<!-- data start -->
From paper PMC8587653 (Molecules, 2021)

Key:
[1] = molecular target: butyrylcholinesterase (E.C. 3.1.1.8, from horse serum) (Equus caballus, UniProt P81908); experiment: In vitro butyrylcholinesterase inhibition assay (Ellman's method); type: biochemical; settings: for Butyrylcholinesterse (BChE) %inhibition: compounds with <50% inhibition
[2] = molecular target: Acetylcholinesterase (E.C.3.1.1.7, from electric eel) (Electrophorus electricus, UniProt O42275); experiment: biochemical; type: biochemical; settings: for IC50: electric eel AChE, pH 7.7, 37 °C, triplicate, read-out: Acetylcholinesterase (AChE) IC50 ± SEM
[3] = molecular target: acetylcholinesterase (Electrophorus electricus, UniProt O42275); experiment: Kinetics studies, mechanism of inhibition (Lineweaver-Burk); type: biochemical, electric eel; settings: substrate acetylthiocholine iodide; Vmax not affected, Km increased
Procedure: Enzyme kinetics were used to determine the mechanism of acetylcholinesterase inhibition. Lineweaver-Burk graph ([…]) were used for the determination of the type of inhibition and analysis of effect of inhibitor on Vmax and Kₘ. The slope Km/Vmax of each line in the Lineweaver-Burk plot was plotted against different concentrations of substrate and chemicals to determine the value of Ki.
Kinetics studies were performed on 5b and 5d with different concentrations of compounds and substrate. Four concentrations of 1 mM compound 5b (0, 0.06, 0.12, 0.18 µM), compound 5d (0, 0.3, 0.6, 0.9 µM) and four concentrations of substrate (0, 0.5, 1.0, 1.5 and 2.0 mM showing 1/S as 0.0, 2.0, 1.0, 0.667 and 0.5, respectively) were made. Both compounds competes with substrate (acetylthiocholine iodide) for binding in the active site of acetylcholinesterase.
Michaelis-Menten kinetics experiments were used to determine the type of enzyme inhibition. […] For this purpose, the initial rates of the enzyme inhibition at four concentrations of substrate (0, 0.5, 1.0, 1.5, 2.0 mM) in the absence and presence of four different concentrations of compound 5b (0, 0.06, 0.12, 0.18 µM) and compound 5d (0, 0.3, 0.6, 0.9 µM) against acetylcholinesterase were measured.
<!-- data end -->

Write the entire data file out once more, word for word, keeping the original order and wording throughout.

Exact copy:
From paper PMC8587653 (Molecules, 2021)

Key:
[1] = molecular target: butyrylcholinesterase (E.C. 3.1.1.8, from horse serum) (Equus caballus, UniProt P81908); experiment: In vitro butyrylcholinesterase inhibition assay (Ellman's method); type: biochemical; settings: for Butyrylcholinesterse (BChE) %inhibition: compounds with <50% inhibition
[2] = molecular target: Acetylcholinesterase (E.C.3.1.1.7, from electric eel) (Electrophorus electricus, UniProt O42275); experiment: biochemical; type: biochemical; settings: for IC50: electric eel AChE, pH 7.7, 37 °C, triplicate, read-out: Acetylcholinesterase (AChE) IC50 ± SEM
[3] = molecular target: acetylcholinesterase (Electrophorus electricus, UniProt O42275); experiment: Kinetics studies, mechanism of inhibition (Lineweaver-Burk); type: biochemical, electric eel; settings: substrate acetylthiocholine iodide; Vmax not affected, Km increased
Procedure: Enzyme kinetics were used to determine the mechanism of acetylcholinesterase inhibition. Lineweaver-Burk graph ([…]) were used for the determination of the type of inhibition and analysis of effect of inhibitor on Vmax and Kₘ. The slope Km/Vmax of each line in the Lineweaver-Burk plot was plotted against different concentrations of substrate and chemicals to determine the value of Ki.
Kinetics studies were performed on 5b and 5d with different concentrations of compounds and substrate. Four concentrations of 1 mM compound 5b (0, 0.06, 0.12, 0.18 µM), compound 5d (0, 0.3, 0.6, 0.9 µM) and four concentrations of substrate (0, 0.5, 1.0, 1.5 and 2.0 mM showing 1/S as 0.0, 2.0, 1.0, 0.667 and 0.5, respectively) were made. Both compounds competes with substrate (acetylthiocholine iodide) for binding in the active site of acetylcholinesterase.
Michaelis-Menten kinetics experiments were used to determine the type of enzyme inhibition. […] For this purpose, the initial rates of the enzyme inhibition at four concentrations of substrate (0, 0.5, 1.0, 1.5, 2.0 mM) in the absence and presence of four different concentrations of compound 5b (0, 0.06, 0.12, 0.18 µM) and compound 5d (0, 0.3, 0.6, 0.9 µM) against acetylcholinesterase were measured.